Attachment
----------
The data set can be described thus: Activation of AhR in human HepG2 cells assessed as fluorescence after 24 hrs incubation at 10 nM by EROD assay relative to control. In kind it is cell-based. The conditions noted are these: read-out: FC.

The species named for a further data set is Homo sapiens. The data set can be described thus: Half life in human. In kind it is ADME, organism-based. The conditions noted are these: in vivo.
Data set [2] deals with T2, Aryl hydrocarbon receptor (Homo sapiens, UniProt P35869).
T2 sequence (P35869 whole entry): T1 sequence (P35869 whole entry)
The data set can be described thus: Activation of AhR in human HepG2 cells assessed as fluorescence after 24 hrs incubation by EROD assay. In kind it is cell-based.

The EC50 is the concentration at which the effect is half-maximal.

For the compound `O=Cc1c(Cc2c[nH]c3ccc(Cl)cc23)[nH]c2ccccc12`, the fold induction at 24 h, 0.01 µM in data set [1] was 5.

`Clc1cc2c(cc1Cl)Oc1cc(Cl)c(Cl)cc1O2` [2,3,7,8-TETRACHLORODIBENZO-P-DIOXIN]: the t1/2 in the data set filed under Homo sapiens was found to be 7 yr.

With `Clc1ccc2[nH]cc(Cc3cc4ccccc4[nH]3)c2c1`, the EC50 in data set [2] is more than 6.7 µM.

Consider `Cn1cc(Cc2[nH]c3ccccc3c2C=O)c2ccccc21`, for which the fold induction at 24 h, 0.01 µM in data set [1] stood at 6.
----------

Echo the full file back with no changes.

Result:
The data set can be described thus: Activation of AhR in human HepG2 cells assessed as fluorescence after 24 hrs incubation at 10 nM by EROD assay relative to control. In kind it is cell-based. The conditions noted are these: read-out: FC.

The species named for a further data set is Homo sapiens. The data set can be described thus: Half life in human. In kind it is ADME, organism-based. The conditions noted are these: in vivo.
Data set [2] deals with T2, Aryl hydrocarbon receptor (Homo sapiens, UniProt P35869).
T2 sequence (P35869 whole entry): T1 sequence (P35869 whole entry)
The data set can be described thus: Activation of AhR in human HepG2 cells assessed as fluorescence after 24 hrs incubation by EROD assay. In kind it is cell-based.

The EC50 is the concentration at which the effect is half-maximal.

For the compound `O=Cc1c(Cc2c[nH]c3ccc(Cl)cc23)[nH]c2ccccc12`, the fold induction at 24 h, 0.01 µM in data set [1] was 5.

`Clc1cc2c(cc1Cl)Oc1cc(Cl)c(Cl)cc1O2` [2,3,7,8-TETRACHLORODIBENZO-P-DIOXIN]: the t1/2 in the data set filed under Homo sapiens was found to be 7 yr.

With `Clc1ccc2[nH]cc(Cc3cc4ccccc4[nH]3)c2c1`, the EC50 in data set [2] is more than 6.7 µM.

Consider `Cn1cc(Cc2[nH]c3ccccc3c2C=O)c2ccccc21`, for which the fold induction at 24 h, 0.01 µM in data set [1] stood at 6.